Brazil is to VW what Australia is to the Big Three: an alternate universe where things look both familiar and yet quite surreal. Take this 1981 Gol, for example; it’s essentially a shortened Audi 80/Fox with a restyled body and a hatchback. Well, that was a good way to recycle the out-going B1 tooling and such; sending it to Brazil. But it arrived from Germany without the engine tooling, so the Brazilians got creative: they dropped in the air-cooled Beetle engine. So if you’ve ever wondered what a FWD air-cooled Beetle updated for the eighties might have looked like, this is it.
Here’s how that looks under the hood. The 1300 and 1600cc engines did get a different fan and housing in order to fit under the hood. But otherwise, it’s all air-cooled VW, right down to the modest output and performance. The single-carb 1300 had all of 42 horses, and the twin-carb 1600 (shown) mustered 51. The 0-60 run took some 16 seconds for the 1600.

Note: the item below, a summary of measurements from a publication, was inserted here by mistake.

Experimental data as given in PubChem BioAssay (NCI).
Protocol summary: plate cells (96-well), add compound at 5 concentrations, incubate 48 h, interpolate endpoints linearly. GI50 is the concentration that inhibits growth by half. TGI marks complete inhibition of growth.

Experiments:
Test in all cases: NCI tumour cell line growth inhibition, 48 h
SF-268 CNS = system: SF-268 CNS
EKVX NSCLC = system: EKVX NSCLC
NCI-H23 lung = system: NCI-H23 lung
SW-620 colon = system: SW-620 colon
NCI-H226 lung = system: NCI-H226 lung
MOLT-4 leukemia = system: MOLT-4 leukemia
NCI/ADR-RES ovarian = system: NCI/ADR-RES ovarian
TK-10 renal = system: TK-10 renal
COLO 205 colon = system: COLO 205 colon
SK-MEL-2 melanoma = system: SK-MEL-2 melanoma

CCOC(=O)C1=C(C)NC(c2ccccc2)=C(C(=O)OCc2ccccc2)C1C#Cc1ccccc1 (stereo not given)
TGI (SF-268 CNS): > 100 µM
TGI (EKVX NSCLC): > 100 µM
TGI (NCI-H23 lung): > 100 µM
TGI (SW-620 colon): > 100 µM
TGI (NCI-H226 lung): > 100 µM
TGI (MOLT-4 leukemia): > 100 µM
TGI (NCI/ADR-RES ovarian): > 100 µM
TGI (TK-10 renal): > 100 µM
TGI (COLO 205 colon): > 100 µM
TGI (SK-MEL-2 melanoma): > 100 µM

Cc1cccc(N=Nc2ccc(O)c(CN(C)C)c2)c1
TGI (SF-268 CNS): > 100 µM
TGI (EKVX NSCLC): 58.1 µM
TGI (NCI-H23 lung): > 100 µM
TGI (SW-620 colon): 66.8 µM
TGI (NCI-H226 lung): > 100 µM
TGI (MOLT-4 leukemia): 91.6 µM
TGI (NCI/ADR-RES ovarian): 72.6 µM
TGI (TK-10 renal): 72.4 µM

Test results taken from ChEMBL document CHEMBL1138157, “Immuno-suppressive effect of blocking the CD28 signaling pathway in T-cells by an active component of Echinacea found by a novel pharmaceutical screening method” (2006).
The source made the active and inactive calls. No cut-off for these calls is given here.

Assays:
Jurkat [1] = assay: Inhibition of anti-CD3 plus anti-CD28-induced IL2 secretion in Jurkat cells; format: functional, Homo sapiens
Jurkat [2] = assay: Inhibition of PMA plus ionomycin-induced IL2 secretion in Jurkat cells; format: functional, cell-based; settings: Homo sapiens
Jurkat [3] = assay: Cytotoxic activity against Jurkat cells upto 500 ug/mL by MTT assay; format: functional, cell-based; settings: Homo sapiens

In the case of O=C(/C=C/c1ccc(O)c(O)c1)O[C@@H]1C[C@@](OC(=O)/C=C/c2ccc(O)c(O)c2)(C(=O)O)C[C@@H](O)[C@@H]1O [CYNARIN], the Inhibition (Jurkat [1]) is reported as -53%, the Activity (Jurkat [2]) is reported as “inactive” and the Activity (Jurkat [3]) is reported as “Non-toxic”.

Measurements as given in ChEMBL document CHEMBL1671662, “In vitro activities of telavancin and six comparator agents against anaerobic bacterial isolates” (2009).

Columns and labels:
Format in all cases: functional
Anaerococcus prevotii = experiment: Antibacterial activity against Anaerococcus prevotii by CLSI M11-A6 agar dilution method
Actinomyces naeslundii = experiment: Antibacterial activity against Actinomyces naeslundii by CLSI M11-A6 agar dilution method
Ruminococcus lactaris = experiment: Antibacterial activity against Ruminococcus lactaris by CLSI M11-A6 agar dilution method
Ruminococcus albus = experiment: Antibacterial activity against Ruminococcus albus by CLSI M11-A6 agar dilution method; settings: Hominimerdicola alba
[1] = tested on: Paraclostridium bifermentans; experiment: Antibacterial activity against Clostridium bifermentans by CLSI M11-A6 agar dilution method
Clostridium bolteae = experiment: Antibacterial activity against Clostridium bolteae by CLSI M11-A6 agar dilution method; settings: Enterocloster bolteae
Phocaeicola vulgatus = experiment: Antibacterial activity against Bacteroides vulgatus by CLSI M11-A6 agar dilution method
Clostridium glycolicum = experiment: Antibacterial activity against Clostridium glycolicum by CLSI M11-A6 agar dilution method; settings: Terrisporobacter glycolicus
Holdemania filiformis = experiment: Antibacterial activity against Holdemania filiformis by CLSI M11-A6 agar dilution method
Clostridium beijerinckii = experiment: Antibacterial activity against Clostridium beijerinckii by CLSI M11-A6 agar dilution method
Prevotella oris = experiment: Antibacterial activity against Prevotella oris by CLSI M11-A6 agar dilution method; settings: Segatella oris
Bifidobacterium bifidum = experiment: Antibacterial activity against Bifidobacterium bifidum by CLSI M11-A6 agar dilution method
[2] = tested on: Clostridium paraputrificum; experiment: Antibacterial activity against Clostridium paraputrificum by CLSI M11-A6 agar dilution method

A couple of years later, the Gol sprouted some aspects on its front and rear ends. A trunk out back and revised roof line turned the Gol into a proper sedan (four door too), and the water-cooled EA827 engine tooling finally arrived from Germany. VW Brazil belatedly entered the modern era, although the Gol would soldier on with the air-cooled boxer for a few more years yet. If the Voyage looks familiar, that’s because it’s the car VW imported to the US as the Fox (the wagon version was called the Parati). But that’s a story for another VW Week post, hang on a bit longer.
In 1984, the first of a long line of “hot” Gols appeared, with a 90 hp 1.8L water-cooled engine. The GT, and later GTI got more power as the years went by, but I’m not aware of a factory turbo model, so this may be an aftermarket emblem. And in 1985, all Gols got liquid cooling, as the air-cooled boxer was sent packing.But ti wasn’t the familiar EA827 in the base model, but a 1.0 L mill built by Ford no less, as this was during the time of the VW and Ford Autolatina JV. So the Gol got another odd engine under its hood.